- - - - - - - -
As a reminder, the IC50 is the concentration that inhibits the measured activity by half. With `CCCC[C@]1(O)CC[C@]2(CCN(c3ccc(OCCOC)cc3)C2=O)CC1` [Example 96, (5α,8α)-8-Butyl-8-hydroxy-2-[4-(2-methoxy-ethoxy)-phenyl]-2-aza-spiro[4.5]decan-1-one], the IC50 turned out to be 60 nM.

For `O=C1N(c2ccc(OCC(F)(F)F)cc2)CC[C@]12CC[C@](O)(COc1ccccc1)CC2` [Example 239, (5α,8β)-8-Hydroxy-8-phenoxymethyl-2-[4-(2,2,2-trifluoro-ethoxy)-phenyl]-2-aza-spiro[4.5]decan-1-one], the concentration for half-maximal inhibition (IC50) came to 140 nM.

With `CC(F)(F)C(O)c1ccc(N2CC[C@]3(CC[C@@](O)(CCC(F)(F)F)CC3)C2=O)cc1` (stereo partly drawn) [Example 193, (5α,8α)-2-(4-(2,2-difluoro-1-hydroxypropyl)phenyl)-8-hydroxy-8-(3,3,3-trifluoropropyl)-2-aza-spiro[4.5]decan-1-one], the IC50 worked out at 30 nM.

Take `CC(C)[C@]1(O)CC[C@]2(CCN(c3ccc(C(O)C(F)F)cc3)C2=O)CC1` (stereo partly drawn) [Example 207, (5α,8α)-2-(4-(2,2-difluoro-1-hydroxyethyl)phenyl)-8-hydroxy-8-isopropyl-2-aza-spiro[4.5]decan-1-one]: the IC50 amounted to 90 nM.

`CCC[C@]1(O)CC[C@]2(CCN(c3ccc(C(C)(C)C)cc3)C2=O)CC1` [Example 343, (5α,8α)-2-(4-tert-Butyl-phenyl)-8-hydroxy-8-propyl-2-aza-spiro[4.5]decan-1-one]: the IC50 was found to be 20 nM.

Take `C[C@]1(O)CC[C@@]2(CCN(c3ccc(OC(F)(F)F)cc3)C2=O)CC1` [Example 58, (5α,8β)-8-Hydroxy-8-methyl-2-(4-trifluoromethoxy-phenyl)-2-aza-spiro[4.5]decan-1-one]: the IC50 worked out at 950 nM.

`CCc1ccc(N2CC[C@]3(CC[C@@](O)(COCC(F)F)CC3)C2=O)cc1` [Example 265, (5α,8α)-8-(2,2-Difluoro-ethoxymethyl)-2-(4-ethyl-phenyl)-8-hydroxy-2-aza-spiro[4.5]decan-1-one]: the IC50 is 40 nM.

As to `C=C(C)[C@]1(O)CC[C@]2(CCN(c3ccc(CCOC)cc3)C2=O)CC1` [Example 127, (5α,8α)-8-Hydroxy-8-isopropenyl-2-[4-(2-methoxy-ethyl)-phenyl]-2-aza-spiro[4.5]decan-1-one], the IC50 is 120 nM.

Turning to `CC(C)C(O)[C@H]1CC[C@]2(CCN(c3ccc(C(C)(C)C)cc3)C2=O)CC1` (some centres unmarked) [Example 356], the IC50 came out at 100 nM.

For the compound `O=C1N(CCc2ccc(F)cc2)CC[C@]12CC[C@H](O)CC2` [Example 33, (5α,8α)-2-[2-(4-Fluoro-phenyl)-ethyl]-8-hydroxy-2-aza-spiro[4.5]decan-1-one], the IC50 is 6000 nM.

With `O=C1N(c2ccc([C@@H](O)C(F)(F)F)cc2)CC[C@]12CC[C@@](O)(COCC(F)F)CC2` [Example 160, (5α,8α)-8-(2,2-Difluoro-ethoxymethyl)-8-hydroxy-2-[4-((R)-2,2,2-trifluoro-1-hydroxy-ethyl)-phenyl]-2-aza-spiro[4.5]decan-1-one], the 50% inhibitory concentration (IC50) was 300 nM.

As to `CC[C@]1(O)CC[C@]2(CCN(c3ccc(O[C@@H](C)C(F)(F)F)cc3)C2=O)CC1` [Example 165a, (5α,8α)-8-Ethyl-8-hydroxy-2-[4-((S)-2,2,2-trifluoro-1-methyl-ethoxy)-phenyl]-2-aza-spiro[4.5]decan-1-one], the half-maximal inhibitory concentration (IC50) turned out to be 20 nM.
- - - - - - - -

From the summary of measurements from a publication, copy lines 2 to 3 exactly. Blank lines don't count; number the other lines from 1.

For `O=C1N(c2ccc(OCC(F)(F)F)cc2)CC[C@]12CC[C@](O)(COc1ccccc1)CC2` [Example 239, (5α,8β)-8-Hydroxy-8-phenoxymethyl-2-[4-(2,2,2-trifluoro-ethoxy)-phenyl]-2-aza-spiro[4.5]decan-1-one], the concentration for half-maximal inhibition (IC50) came to 140 nM.

With `CC(F)(F)C(O)c1ccc(N2CC[C@]3(CC[C@@](O)(CCC(F)(F)F)CC3)C2=O)cc1` (stereo partly drawn) [Example 193, (5α,8α)-2-(4-(2,2-difluoro-1-hydroxypropyl)phenyl)-8-hydroxy-8-(3,3,3-trifluoropropyl)-2-aza-spiro[4.5]decan-1-one], the IC50 worked out at 30 nM.